>> that was awesome! >> what's that feeling as you're hanging there, you're looking down like you're almost there? >> that's the magic moment. >> reporter: magic moment they hope will catch on. >> i hope everyone can find whatever they like to do for fun and incorporate it into their life as much as possible. >> awesome, buddy! >> reporter: alex perez, abc news, morgan, utah. >> we thank you for watching tonight. we're always here at abcnews.com. "nightline" will be here later and i'll see you right back here again tomorrow night. good night. the storm is now moving out but this picture shows what you've had to deal with driving the bay area tonight. traffic is
thick and slow in the aftermath of a rain storm that turned out to be stronger than expected. good evening. i'm dan ashley. >> worst of the wet weather is now gone from the bay area. in fact, you can expect another dry spell over the next several days. this video just in to the abc7 newsroom shows rain water still hasn't drained from highway 87 at taylor drive the biggest problems, though, farther north. take a look at this mess on highway 101 in san francisco that have the noon. it's flooded with water spilling over the banks. here is when it's like driving through oakland today you can see spencer chischin stoernl. >> let's focus where storms are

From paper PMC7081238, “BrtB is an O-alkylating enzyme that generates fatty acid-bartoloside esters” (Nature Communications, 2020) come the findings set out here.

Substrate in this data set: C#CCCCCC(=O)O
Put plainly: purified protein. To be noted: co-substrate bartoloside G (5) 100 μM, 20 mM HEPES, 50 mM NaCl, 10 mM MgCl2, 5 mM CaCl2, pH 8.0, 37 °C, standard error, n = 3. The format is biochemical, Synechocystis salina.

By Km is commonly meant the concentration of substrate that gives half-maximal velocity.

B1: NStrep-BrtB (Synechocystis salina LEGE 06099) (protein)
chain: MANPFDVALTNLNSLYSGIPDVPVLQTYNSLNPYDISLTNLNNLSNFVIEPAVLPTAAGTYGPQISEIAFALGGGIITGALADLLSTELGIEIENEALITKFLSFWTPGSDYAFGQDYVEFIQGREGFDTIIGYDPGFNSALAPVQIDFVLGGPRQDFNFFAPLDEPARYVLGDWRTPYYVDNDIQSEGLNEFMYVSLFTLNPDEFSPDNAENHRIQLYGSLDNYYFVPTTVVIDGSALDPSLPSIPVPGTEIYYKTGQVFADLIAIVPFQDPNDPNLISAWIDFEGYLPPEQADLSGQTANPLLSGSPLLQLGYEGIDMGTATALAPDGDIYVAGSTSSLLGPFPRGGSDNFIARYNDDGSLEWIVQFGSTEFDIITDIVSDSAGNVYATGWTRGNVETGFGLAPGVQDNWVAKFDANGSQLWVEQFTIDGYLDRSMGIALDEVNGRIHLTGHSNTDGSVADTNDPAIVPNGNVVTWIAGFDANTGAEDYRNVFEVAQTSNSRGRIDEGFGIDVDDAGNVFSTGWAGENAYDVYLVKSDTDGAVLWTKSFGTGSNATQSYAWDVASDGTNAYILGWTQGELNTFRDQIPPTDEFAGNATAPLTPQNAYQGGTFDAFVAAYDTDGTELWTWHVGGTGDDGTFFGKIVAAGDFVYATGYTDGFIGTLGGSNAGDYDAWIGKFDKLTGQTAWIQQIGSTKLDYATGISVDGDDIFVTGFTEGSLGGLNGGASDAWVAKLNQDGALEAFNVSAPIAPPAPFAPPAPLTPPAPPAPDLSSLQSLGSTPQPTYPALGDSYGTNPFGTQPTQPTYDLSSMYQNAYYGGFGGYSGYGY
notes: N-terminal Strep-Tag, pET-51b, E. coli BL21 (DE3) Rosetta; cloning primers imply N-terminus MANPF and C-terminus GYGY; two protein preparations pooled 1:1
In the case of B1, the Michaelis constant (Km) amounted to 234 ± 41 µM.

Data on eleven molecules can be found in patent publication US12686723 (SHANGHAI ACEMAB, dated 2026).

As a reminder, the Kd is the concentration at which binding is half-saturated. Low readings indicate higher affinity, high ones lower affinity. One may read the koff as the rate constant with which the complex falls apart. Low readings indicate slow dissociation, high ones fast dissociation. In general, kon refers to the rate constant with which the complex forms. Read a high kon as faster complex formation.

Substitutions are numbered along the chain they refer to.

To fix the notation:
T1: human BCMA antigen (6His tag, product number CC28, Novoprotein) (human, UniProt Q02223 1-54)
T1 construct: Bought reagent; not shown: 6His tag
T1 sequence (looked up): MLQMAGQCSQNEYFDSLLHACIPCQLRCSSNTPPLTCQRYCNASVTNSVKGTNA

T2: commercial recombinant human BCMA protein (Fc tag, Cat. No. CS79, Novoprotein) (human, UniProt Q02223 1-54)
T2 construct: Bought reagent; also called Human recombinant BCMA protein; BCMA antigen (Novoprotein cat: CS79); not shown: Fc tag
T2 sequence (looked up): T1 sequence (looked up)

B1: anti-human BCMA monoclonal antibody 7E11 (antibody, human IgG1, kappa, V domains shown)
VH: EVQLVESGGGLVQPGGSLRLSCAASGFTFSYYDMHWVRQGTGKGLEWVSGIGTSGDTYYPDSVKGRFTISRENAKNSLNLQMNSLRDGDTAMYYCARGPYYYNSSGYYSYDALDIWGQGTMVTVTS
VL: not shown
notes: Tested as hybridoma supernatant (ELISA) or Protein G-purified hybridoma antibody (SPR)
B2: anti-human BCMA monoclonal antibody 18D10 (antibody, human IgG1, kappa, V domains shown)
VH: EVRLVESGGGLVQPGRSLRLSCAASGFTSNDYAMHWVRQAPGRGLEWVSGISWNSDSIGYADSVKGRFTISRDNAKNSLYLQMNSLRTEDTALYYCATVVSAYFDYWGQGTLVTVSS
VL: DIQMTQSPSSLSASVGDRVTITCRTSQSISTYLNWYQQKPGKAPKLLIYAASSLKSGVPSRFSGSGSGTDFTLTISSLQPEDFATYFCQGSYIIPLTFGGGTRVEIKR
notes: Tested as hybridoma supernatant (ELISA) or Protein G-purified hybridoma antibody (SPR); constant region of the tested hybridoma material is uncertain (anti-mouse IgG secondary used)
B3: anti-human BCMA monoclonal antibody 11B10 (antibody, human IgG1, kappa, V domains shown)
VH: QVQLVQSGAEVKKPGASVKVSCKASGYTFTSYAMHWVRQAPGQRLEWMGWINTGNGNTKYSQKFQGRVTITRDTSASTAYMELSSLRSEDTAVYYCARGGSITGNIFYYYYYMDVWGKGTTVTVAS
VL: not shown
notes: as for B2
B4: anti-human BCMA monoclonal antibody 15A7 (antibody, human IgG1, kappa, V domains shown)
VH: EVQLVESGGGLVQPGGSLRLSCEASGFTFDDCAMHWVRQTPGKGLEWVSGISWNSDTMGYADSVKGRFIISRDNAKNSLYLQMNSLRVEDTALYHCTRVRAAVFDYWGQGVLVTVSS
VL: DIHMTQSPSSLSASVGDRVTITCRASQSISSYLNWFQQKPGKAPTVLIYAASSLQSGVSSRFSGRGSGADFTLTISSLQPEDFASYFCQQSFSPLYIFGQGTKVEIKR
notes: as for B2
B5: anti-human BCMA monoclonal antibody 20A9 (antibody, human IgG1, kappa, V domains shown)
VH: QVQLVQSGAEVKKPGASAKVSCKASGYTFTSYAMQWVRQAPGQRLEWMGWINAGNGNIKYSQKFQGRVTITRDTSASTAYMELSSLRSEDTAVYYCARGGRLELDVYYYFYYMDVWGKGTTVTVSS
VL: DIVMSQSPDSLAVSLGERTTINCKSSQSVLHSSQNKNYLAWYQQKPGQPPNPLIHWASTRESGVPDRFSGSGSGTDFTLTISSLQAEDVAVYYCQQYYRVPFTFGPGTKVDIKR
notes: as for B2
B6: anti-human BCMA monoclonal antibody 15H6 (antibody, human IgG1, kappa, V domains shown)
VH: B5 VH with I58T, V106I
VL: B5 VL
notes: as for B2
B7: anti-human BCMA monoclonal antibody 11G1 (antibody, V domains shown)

falling near gilroy. we have between fairfield and martinez. a trail of light rainfall there over highway 680 as a matter of fact. and in the north bay an area of rain east of santa rosa. again, isolated, scattered showers at the moment. over tahoe, light snow, but chains are required right now. there is a winter weather advisory in effect for central sierra. so snow levels will be dropping and more snow is expected overnight. rainfall totals from this storm here in the bay area well over an inch over much of the bay area, especially north bay, san francisco an inch and quarter, nearly an inch at sfo. concord 1.9 inches of rain. so it's wet we have more on the way so we're not out of the woods, yet. >> thank you very much. let's take a look at